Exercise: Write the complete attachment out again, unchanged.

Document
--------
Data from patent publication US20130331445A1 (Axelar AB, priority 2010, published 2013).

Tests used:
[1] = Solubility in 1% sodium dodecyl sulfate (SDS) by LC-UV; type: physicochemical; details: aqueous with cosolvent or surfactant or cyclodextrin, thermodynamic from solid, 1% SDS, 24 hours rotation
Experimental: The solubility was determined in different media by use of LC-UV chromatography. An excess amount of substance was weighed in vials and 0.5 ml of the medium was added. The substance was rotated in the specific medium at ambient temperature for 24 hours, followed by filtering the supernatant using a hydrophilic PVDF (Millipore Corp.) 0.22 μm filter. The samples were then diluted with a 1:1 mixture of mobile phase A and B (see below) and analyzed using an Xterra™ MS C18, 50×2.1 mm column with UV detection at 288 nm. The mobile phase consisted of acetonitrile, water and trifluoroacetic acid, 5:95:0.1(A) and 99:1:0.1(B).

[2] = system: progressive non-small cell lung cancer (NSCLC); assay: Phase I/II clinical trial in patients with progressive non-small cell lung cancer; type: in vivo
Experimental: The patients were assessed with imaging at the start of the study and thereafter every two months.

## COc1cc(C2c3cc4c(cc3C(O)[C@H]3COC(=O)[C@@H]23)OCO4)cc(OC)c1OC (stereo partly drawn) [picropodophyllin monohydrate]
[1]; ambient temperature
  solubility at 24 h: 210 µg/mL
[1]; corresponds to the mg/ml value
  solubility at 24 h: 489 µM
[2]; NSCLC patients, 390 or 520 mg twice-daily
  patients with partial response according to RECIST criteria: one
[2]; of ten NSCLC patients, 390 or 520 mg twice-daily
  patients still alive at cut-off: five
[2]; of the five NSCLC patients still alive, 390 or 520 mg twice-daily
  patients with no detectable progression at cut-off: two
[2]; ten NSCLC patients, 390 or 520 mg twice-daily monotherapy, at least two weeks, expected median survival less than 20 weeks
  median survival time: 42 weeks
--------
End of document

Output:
Data from patent publication US20130331445A1 (Axelar AB, priority 2010, published 2013).

Tests used:
[1] = Solubility in 1% sodium dodecyl sulfate (SDS) by LC-UV; type: physicochemical; details: aqueous with cosolvent or surfactant or cyclodextrin, thermodynamic from solid, 1% SDS, 24 hours rotation
Experimental: The solubility was determined in different media by use of LC-UV chromatography. An excess amount of substance was weighed in vials and 0.5 ml of the medium was added. The substance was rotated in the specific medium at ambient temperature for 24 hours, followed by filtering the supernatant using a hydrophilic PVDF (Millipore Corp.) 0.22 μm filter. The samples were then diluted with a 1:1 mixture of mobile phase A and B (see below) and analyzed using an Xterra™ MS C18, 50×2.1 mm column with UV detection at 288 nm. The mobile phase consisted of acetonitrile, water and trifluoroacetic acid, 5:95:0.1(A) and 99:1:0.1(B).

[2] = system: progressive non-small cell lung cancer (NSCLC); assay: Phase I/II clinical trial in patients with progressive non-small cell lung cancer; type: in vivo
Experimental: The patients were assessed with imaging at the start of the study and thereafter every two months.

## COc1cc(C2c3cc4c(cc3C(O)[C@H]3COC(=O)[C@@H]23)OCO4)cc(OC)c1OC (stereo partly drawn) [picropodophyllin monohydrate]
[1]; ambient temperature
  solubility at 24 h: 210 µg/mL
[1]; corresponds to the mg/ml value
  solubility at 24 h: 489 µM
[2]; NSCLC patients, 390 or 520 mg twice-daily
  patients with partial response according to RECIST criteria: one
[2]; of ten NSCLC patients, 390 or 520 mg twice-daily
  patients still alive at cut-off: five
[2]; of the five NSCLC patients still alive, 390 or 520 mg twice-daily
  patients with no detectable progression at cut-off: two
[2]; ten NSCLC patients, 390 or 520 mg twice-daily monotherapy, at least two weeks, expected median survival less than 20 weeks
  median survival time: 42 weeks